Monday, July 13, 2009

Cricket is rarely this funny

Amid the angst, the recriminations and the accusations of the "thrilling draw" in the first Ashes Test overnight, comes this dee-lightful homage to Victorian-born quickie Peter Siddle. Guardian columnist Barney Ronay explains why he would like to be friends with Siddle.
I love his ripplingly muscular head and the way, after he'd got Andrew Flintoff out, he didn't really know how to rearrange his features into a "pleased" expression and settled instead for looking pained. I also love the quietly guttural "UUNNCCHH!" sound he makes as he bowls, a deeply male noise, the noise of a man who has just dislodged a particularly stubborn wingnut on a vintage motorbike.
He also says some very, very funny things about Glenn McGrath. Much more like this from Ronay and he will have a cult following of his own, never mind Siddle. One Test match down, four to go.

Saturday, July 4, 2009

La crise...cinema?

My friend, a film reviewer, despairs of French movies. 

John, let's call him, is chugging back a minimum of four films each week. Some of them are from the Hexagon. Recently he slung me a fistful, including Welcome to the Sticks (Bienvenue chez les Ch'tis) and The Grocer's Son (Le Fils de l'epicier). And for good measure the 1968 Gainsbourg-Birkin premier collaboration, Slogan

Slogan is the story of an advertising man's midlife crisis (la crise du moyen age?), which is, I admit, a pretty banal plot. Seriously wealthy and successful guy gets bored flying to Venice to pick up advertising kudos. Meets beautiful, much younger woman, throws over wife. Fellini's 8 1/2 it is not. 

Jane Birkin is 22, wears improbably short frocks and speaks with an appalling accent. Until she auditioned for the film, Birkin had never spoken French. (She admits to all of this in an accompanying 30 minute documentary.) So, a middle-aged man fascinated by a woman far too young to be seen with who quickly becomes an obsession. My friend John might suggest here that this pretty much the French film industry's calling card...but back to Slogan.

This is a curious film. Made in 1968, it's oblivious to the Paris riots, even though when the couple do eventally (inevitably?) move in together it's in the shadow of the Pantheon. Don't look to cinema for history, I guess. Serge Gainsbourg's idea of revolution was something else altogether I suspect. The film is clunky in the script and the production. The pacing is uncertain and even the music written by Gainsbourg fails to establish a clear motif or mood. Laboured might best describe the enterprise. But the film established them as the "it couple" of the time and changed Birkin's life.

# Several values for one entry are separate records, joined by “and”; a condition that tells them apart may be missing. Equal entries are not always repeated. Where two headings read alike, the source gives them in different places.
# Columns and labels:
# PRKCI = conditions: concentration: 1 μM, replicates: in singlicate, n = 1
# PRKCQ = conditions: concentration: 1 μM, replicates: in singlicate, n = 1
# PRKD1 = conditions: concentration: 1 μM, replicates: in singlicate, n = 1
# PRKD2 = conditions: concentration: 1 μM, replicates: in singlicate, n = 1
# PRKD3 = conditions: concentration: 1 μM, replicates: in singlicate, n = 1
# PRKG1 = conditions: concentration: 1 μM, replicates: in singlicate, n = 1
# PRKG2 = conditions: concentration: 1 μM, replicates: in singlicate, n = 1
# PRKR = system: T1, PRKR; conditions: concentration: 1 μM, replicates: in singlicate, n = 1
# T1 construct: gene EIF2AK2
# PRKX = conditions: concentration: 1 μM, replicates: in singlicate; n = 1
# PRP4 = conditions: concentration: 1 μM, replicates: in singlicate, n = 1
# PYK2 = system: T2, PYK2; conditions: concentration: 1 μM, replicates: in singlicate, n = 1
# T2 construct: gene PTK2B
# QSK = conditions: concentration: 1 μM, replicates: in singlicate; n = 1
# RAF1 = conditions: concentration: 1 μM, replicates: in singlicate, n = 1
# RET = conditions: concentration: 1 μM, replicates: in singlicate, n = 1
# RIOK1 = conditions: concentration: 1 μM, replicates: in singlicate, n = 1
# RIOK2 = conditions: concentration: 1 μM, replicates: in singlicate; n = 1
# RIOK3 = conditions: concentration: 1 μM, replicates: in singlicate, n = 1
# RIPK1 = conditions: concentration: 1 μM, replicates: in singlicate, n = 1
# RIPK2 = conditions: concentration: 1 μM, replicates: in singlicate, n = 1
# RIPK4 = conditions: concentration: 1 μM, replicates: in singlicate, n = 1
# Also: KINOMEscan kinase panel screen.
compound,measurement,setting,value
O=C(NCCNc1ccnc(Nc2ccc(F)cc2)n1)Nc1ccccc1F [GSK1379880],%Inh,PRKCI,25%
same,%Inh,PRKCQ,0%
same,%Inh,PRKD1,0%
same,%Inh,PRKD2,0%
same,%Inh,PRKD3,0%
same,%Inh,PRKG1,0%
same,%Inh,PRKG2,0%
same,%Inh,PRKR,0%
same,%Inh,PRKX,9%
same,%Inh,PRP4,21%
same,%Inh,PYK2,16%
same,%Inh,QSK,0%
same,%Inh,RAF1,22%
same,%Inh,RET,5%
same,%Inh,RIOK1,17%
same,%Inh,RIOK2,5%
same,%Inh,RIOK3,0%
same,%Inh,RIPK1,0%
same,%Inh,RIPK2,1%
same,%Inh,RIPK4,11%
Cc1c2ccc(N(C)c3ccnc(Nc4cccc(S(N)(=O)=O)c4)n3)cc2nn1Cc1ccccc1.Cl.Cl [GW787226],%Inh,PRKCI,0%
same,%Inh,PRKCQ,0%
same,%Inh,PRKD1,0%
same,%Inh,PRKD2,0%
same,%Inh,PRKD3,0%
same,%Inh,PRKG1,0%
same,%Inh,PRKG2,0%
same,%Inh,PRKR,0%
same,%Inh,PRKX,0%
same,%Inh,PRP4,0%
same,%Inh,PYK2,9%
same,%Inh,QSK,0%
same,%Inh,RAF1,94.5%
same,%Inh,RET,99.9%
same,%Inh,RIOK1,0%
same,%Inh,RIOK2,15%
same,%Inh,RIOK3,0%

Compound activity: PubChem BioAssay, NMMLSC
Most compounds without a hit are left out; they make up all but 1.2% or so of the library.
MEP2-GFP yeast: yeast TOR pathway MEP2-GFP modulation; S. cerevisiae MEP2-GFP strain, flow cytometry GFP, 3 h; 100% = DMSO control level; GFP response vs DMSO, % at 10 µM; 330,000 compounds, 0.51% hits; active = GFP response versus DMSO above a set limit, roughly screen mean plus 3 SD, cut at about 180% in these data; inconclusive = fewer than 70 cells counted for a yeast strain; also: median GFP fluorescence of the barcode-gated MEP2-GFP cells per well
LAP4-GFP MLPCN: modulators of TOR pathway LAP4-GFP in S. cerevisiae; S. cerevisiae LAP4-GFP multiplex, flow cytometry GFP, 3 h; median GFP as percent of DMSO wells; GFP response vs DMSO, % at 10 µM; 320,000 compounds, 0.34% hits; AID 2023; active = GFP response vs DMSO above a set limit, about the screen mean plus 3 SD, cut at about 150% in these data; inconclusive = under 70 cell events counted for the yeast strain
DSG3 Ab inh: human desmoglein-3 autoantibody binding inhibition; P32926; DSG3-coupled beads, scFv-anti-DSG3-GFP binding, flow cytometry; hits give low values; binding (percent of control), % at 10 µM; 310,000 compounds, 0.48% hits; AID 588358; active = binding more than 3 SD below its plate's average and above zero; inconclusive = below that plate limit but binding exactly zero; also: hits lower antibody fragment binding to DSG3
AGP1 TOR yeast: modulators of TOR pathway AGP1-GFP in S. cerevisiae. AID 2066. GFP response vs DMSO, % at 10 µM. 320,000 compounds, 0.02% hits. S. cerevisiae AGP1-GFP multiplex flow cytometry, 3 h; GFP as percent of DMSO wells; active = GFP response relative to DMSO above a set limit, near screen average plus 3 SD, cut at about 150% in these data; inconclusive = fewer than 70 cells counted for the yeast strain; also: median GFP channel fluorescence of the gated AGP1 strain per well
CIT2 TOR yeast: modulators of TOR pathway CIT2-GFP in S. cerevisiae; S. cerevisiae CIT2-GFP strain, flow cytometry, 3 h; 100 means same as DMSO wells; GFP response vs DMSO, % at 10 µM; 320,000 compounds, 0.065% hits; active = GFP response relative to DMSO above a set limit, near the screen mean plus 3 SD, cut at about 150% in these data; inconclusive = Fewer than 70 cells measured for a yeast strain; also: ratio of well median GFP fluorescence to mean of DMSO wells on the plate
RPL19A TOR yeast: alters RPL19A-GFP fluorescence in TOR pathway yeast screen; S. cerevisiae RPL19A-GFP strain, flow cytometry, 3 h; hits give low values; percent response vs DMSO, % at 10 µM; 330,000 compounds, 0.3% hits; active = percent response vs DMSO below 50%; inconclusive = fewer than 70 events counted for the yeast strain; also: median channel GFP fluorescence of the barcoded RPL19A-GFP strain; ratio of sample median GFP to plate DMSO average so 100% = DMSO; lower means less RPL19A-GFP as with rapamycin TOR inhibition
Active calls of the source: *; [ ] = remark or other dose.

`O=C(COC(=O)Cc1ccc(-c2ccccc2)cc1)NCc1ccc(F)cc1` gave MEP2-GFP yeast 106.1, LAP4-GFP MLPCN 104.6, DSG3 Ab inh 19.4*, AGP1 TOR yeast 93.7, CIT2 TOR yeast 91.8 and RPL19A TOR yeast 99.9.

Neither Birkin nor Gainsbourg seem comfortable in front of the camera. There is often a self-consciousness that makes viewing the film uncomfortable. And yet...and yet. What starts as the lament of a middle-aged man turns into something much more interesting. Because as Evelyne, Birkin's ingenue becomes the rebel. There is one darkly funny, slightly cringe-making scene in which Serge introduces Evelyne to a score of friends and colleagues: "Please meet my little home-breaker" he says to a gallery of disapproving faces. Clearly infidelity is okay as long as it stays out of sight. Everything about their relationship put two fingers up to the ruling standards of the day. And their affair does catch a certain joy.

But the beautiful Evelyne quickly finds herself in the role of haus-frau. Her status as mistress is deeply uncertain. She demands that they have a baby, and that they marry. Both options seem rather quaint nowadays, but likely perhaps then. Not even frequent trips Venice can quell the resistance, her apparent freedom now another prison. In Venice Evelyne meets a muscular Italian whose only qualifications for her heart seem to be driving a speedboat dangerously fast through the crowded canals and clambering onto historic bridges. Bogans it seems are international.

Serge meanwhile seems impervious to what goes on about him. He never seems to really solicit our sympathy, continuing in his lugubrious way. Until Evelyne and the Italian elope. And then he turns very nasty indeed. But freedom won't be denied. What is most striking is the extent to which Slogan unwittingly provides the template for Birkin and Gainsbourg's own relationship, which lasted twelve years. Birkin sets out the influence of Serge Gainsbourg on her life with lasting affection and respect.

In the DVD's accompanying documentary, Birkin talks of their separation as like an adolescent revolt, kicking over the boundaries set up by a tyrannical parent. She also talks about Serge's peculiar attractiveness and charm. It's a fascinating relationship that began with Slogan. Birkin has made over 60 films: this one launched her career and changed her life. Even my friend the film critic must concede that you have to start somewhere.

Clearly Gainsbourg would have been a man that was difficult to live with. This little reflection by UK music writer Nick Kent on Gainsbourg's later years spells out just what a mess he became. (Oh that Kent could write with the same candour about, say, Keith Richard.) Serge Gainsbourg's life will get a more detailed examination when the biopic appears next year.